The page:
Judge rules against recorder of deeds
The Washington County president judge ordered Recorder of Deeds Debbie Bardella to do just that, record deeds.
Because Bardella said she doesn’t plan to appeal the judge’s decision, a legal dispute is drawing to a close, but the recorder said she hopes changes in state law will close what she sees as gaping loopholes.
The matter began last year when Jan Ondra, his brother, George, Billy Joe Sanders and LotsofRealty.com LLC, which has as its address a post office box in McMurray, took Bardella to court when she wouldn’t record a deed for an entity known as EH Trust, which purchased property at 445 East Hallam Ave., Washington, at a sheriff’s sale.
Bardella questioned the validity of EH Trust and refused to record the purchase when, in April 2012, the trust presented a deed for filing and was willing to pay the filing fee.
The Ondras, Sanders and LotsofRealty.com claimed Bardella was overstepping her authority. President Judge Debbie O’Dell Seneca, in her three-page opinion, noted that Washington County is unique among Pennsylvania’s 67 counties because Bardella, in addition to holding the elected office of recorder of deeds, was also appointed by the county commissioners to the positions of director of the department of tax revenue and director of the Washington County tax claim bureau.
But as recorder of deeds, Bardella “is truly just a ‘custodian’ of documents,” the judge wrote.
“The right to record is not contingent on an instrument’s legal sufficiency, and even if it were, (Bardella) lacks authority to conduct such an analysis,” she continued. “The recorder of deeds is a ministerial officer charged with recording all documents presented to her, and (she) may only refuse to record where the fee is unpaid or the document lacks a proper acknowledgment.”
In the EH Trust case, the acknowledgment was made by the sheriff, not the the real estate dealers. The judge ordered Bardella to record that deed and all sheriff’s deeds issued to those who brought suit. As the case played out in court earlier this year, the names of many trusts, such as 107-109 Gibson Trust, 356 Jefferson Trust and 356 Jefferson Avenue Trust, all affiliated with LotsofRealty.com, came up in court testimony.
Bardella said her legal argument was that a trust is merely a document or a piece of paper, and the recording of a deed does not, in itself, present the problem. A problem occurs, however, if and when an owner doesn’t pay taxes.
“If it goes up for tax sale, you cannot serve a trust,” she said. “You need to serve a trustee,” or actual person. In Monday’s sale of properties for unpaid 2011 taxes, Bardella said 47 of 384 advertised properties were sold. They were not free and clear of liens and judgments. Whoever bought each of the 47 properties also assumed responsibility for the accompanying debts.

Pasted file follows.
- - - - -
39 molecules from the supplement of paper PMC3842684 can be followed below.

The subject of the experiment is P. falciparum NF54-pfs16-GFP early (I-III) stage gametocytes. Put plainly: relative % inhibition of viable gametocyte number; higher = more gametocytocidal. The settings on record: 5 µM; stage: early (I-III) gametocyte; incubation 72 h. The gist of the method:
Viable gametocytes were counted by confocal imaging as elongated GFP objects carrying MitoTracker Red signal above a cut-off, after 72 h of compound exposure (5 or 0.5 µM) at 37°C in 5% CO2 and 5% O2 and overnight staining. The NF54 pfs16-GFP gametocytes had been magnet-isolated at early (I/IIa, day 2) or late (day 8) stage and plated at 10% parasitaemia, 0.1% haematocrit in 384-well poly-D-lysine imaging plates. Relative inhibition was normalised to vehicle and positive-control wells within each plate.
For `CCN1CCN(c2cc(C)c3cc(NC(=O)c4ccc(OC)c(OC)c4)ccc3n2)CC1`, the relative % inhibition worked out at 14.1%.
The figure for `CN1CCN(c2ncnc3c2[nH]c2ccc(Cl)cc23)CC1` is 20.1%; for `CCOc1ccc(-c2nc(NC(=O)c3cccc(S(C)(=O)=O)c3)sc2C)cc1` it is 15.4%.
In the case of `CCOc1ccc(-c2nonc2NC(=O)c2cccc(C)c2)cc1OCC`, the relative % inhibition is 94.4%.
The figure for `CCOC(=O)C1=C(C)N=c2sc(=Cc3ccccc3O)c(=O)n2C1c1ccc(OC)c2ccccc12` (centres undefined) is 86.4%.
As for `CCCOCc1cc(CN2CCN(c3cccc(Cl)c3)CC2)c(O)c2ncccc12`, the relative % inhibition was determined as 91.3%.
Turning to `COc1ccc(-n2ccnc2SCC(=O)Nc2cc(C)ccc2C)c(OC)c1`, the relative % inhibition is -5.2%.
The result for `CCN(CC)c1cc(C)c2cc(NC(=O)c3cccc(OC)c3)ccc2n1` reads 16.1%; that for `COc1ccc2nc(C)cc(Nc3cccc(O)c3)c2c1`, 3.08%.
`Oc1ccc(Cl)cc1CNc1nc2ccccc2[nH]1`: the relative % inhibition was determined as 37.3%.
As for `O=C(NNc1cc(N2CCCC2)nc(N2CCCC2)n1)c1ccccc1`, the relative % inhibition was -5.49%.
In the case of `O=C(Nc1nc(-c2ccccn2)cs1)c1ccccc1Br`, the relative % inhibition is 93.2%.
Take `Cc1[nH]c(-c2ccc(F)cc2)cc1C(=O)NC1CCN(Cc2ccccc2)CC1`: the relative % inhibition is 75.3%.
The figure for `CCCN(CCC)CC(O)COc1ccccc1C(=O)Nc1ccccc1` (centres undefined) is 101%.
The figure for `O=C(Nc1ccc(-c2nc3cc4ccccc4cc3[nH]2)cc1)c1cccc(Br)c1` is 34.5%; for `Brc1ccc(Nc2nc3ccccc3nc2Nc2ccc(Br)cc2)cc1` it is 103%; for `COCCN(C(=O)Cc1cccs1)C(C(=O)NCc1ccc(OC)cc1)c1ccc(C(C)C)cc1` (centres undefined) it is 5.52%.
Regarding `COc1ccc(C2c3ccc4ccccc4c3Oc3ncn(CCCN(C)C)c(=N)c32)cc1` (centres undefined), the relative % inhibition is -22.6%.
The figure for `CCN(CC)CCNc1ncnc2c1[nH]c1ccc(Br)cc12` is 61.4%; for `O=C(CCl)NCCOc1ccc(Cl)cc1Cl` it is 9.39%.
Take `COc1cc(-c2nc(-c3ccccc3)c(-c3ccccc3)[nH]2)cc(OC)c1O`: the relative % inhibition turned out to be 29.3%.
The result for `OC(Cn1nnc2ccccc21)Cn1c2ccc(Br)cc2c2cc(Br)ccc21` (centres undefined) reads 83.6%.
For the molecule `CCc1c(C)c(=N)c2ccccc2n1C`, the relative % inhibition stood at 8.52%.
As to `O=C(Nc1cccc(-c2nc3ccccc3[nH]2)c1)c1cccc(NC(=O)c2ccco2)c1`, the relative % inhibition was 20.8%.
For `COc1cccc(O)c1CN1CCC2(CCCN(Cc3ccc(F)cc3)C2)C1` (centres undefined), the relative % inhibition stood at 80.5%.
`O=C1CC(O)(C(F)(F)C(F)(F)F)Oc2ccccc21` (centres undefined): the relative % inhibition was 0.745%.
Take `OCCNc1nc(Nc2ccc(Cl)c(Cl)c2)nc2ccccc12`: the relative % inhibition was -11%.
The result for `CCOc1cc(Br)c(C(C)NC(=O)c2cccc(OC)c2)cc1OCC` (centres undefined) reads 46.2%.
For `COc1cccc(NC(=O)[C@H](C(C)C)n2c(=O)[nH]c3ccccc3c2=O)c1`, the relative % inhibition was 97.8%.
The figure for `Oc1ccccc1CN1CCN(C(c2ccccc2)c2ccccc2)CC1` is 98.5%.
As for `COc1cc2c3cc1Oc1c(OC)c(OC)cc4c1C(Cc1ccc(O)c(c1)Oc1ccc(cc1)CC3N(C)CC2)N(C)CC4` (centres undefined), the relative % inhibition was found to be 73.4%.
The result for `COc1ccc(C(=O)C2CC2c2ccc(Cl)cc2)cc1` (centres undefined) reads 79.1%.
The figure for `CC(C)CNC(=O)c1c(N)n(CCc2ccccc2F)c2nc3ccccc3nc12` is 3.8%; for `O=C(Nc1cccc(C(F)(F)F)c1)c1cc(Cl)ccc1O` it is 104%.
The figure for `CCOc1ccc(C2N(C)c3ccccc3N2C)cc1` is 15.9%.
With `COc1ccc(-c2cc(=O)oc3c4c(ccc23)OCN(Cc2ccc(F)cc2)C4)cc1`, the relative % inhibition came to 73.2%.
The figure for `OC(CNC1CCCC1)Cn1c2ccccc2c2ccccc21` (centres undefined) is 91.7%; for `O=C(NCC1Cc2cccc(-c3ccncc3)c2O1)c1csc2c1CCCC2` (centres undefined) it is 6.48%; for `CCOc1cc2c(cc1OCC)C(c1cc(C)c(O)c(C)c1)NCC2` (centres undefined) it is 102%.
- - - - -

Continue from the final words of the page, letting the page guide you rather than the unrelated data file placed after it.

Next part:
Posting a property and advertising tax sales are not the recorder’s sole legal obligations. State law also requires her to personally serve the owner with notice of an impending sale.
She likened it to corporations litigating, but noted that an officer of the corporation must sign related legal documents.
Bardella said a trust that did not list its trustees could rent its property to someone for decades but never pay property taxes. “The consequence of not paying taxes is you lose your property,” Bardella said. “But if a trust doesn’t pay taxes, our problem is notification. We can’t correctly run a property through a sale. There are a lot of loopholes that need to be tightened.”
Other loopholes of which she spoke aren’t related to the EH Trust.
Bardella said she has been contacted by a mother who was shocked to see the name of her son, who died eight years ago, listed as the purchaser of property. Names of others who are allegedly buying property are in prison or living abroad. “Even things that look suspicious to us, we can’t question,” Bardella said. “We have to take it. How do you protect people from these transfers?”
The transactions obscure clear title to property, and Bardella said clearing up title questions can cost thousands of dollars.
The recent court case is not the first run-in between Bardella and LotsofRealty.com and its trustees.
In 2011, LotsofRealty.com listed property at 8-22 W. Chestnut St., Washington, and 93-95 N. Main St., Washington, for sale at auction on eBay. The property was listed as being owned by the Main Street Trust, with the main trustee being Kim J. Gobert of Moscow, Russia.
The property received bids, but the sale allegedly fell through when it was discovered there were more than $1.2 million in federal and state tax liens against the property. The buyer would be liable for the liens, according to Bardella.
The recorder of deeds, like other Washington County row offices, is paid $73,544. Bardella, who is seeking her fifth, four-year term in that office, receives no additional compensation for the tax revenue positions.
Bardella, a Democrat, ran without opposition in the primary, but she will square off against Nancy Carr, who won a write-in nomination on the Republican ballot.